_An electronic count of a South Florida gambling ballot initiative failed to record thousands of votes.
_In Guilford County, N.C., vote totals were so large that the tabulation computer didn’t count some votes, and a recount awarded an additional 22,000 votes to Democrat John Kerry.
_In San Francisco, a glitch in voting machine software left votes uncounted.
_In Youngstown, Ohio, voters who tried to cast ballots for Kerry on electronic machines saw their votes recorded for President Bush instead.
_In Sarpy County, Neb., a computer problem added thousands of votes to the county total. It was not clear which presidential candidate benefited from the error in the overwhelmingly Republican state.
- At dinner yesterday, one guest remarked that the US government could never be taken over by religious fundamentalists… Meet Phil Burress and reflect on his plans.
- Congress is threatening to withhold aid to any country that refuses to grant US personnel immunity from war crimes tribunals.
- Which reminds me… apparently anyone can grow up to be a torturer.
- Granted, Mr. Bush’s plans to privatize social security and restructure the tax code (to provide even more relief to the very rich) weren’t the centerpieces of his stump speech – so even hardcore believers might have been surprised to learn that their top priorities were not actually his top priorities, but given this post-election poll, one really wonders what the hell those 59 million thought they were voting for.
At a time when the White House has portrayed Mr. Bush’s 3.5-million-vote victory as a mandate, the poll found that Americans are at best ambivalent about Mr. Bush’s plans to reshape Social Security, rewrite the tax code, cut taxes and appoint conservative judges to the bench. There is continuing disapproval of Mr. Bush’s handling of the war in Iraq, with a plurality now saying it was a mistake to invade in the first ple.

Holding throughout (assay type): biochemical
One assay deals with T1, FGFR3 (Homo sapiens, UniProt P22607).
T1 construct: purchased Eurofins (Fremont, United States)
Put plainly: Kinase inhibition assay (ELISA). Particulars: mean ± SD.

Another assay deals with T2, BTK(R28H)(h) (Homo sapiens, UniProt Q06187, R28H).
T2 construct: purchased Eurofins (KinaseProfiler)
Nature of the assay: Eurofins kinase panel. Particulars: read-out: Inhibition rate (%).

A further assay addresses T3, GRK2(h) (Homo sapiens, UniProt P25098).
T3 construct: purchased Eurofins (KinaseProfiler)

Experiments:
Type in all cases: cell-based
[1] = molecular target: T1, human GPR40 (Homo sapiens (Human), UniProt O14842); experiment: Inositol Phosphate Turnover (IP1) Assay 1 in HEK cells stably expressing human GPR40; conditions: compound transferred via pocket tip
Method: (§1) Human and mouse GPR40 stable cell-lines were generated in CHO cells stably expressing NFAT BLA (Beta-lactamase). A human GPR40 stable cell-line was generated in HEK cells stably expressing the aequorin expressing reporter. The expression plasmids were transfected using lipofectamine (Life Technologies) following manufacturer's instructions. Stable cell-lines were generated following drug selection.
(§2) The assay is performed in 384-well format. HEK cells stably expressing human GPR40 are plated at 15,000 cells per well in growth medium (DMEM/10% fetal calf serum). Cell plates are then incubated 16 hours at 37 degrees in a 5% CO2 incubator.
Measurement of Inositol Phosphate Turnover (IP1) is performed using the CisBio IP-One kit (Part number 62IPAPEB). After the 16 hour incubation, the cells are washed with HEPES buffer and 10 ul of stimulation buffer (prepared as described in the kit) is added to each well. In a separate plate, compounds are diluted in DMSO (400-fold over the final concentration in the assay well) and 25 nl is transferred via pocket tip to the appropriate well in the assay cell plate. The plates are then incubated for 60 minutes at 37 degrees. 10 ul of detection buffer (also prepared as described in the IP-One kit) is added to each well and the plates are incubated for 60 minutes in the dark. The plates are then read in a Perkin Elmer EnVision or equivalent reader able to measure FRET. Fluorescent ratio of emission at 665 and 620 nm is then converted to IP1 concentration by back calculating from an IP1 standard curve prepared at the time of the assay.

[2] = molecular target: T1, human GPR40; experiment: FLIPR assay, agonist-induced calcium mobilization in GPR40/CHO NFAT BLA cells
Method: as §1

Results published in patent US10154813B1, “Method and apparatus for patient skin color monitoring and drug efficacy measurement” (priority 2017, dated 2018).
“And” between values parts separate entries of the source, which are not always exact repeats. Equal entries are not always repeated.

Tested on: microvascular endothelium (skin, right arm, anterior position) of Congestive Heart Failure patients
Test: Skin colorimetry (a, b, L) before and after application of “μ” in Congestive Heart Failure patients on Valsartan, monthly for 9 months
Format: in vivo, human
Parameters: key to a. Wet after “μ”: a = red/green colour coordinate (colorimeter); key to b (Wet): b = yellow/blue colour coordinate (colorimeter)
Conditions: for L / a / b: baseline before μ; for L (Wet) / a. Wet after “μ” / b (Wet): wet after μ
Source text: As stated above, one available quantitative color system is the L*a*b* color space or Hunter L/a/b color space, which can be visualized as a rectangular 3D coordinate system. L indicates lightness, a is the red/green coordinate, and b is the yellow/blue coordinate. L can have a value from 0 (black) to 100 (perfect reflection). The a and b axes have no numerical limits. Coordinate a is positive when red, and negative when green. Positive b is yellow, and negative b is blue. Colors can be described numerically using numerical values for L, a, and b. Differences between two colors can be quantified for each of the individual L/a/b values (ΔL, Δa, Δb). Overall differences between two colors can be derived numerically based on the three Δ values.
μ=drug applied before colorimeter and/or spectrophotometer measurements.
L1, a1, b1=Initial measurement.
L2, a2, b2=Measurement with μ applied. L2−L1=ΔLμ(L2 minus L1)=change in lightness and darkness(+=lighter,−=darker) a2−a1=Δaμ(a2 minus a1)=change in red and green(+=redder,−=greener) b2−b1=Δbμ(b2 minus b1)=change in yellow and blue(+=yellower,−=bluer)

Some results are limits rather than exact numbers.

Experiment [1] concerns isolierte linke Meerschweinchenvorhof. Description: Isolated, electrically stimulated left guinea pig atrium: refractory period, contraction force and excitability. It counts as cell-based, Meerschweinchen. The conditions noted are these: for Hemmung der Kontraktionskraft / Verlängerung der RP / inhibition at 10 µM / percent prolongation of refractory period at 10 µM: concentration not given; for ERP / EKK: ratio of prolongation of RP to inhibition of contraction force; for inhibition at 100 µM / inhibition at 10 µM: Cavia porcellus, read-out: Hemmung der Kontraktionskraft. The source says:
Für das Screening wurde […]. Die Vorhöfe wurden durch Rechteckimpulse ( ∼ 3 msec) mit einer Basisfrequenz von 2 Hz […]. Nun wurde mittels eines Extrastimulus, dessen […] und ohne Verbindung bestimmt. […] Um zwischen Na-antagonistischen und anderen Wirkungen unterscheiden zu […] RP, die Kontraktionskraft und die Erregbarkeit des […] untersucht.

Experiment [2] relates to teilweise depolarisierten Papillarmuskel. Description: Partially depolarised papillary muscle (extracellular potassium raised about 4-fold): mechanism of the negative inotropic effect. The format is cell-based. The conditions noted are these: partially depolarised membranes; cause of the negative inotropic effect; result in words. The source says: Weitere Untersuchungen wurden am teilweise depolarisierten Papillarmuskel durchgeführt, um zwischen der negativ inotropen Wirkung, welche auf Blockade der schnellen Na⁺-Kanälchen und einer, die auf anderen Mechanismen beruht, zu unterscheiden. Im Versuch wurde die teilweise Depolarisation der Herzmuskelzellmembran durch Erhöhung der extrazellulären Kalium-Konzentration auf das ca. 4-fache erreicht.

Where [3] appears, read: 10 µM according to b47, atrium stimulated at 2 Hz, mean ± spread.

- Worldwide, the number of women infected with AIDS is now higher than men:
(Excerpt)In every region of the world – including the US, where Aids is one of the biggest killers of African-American women, and Europe – it is the same story, said Kathleen Cravero, deputy executive director of UNAids, yesterday, and it means that a new strategy must be adopted.
“The prevention strategies now in place are missing the point when it comes to women and girls,” she said. The ABC mantra favoured by the US – abstinence, be faithful and use a condom – is useless to women who do not have the power to refuse sex, sometimes from an older, sexually experienced husband who already has HIV.
Social and cultural change is the only way to check the pandemic in countries where women have no status or power, UNAids says – although it accepts that revolution is not on the cards.
“What we’re talking about is very specific actions that are do-able, moving to a situation where every woman gets to keep her house and her land and her furniture when her partner dies,” said Ms Cravero. “It doesn’t mean turning society on its head. It means getting the right laws in place and making them enforceable.
“We have to work against the fatalistic idea that you can never change these things.”
Folks, our delusional president and his Republican congress is not going to take the lead on this. (Unless you call withholding funds from agencies that provide family planning and birth control “leading.”) Here’s the UNAIDS site.
- “Dead-checking” — that’s what marines call the actions of the young man who executed a wounded Iraqi in a mosque a couple weeks ago. A wounded Iraqi can still shoot you as you walk away. A dead one can’t. “What does the American public think happens when they tell us to assault a city?” one of them said. “Marines don’t shoot rainbows out of our asses. We fucking kill people.” Evan Wright’s column on the reality of war dead is pretty harrowing reading.